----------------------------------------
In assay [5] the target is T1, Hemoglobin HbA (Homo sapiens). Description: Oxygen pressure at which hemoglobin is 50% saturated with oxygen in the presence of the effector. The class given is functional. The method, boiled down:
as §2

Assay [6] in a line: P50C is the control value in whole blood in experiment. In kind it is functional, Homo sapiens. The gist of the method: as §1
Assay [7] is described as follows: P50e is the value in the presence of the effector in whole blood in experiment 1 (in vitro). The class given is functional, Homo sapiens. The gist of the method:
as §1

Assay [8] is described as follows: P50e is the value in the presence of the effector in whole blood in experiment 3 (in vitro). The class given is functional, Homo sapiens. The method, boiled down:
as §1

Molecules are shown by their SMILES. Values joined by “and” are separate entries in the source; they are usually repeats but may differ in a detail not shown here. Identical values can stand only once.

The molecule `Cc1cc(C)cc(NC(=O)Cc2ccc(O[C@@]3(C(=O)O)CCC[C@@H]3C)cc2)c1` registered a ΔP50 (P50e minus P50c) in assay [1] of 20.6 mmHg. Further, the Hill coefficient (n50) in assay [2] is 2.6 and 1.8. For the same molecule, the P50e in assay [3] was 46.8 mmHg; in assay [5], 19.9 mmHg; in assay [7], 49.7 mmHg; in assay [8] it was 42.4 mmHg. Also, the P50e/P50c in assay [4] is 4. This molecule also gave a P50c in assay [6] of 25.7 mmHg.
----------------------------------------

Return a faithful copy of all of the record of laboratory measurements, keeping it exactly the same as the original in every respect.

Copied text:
In assay [5] the target is T1, Hemoglobin HbA (Homo sapiens). Description: Oxygen pressure at which hemoglobin is 50% saturated with oxygen in the presence of the effector. The class given is functional. The method, boiled down:
as §2

Assay [6] in a line: P50C is the control value in whole blood in experiment. In kind it is functional, Homo sapiens. The gist of the method: as §1
Assay [7] is described as follows: P50e is the value in the presence of the effector in whole blood in experiment 1 (in vitro). The class given is functional, Homo sapiens. The gist of the method:
as §1

Assay [8] is described as follows: P50e is the value in the presence of the effector in whole blood in experiment 3 (in vitro). The class given is functional, Homo sapiens. The method, boiled down:
as §1

Molecules are shown by their SMILES. Values joined by “and” are separate entries in the source; they are usually repeats but may differ in a detail not shown here. Identical values can stand only once.

The molecule `Cc1cc(C)cc(NC(=O)Cc2ccc(O[C@@]3(C(=O)O)CCC[C@@H]3C)cc2)c1` registered a ΔP50 (P50e minus P50c) in assay [1] of 20.6 mmHg. Further, the Hill coefficient (n50) in assay [2] is 2.6 and 1.8. For the same molecule, the P50e in assay [3] was 46.8 mmHg; in assay [5], 19.9 mmHg; in assay [7], 49.7 mmHg; in assay [8] it was 42.4 mmHg. Also, the P50e/P50c in assay [4] is 4. This molecule also gave a P50c in assay [6] of 25.7 mmHg.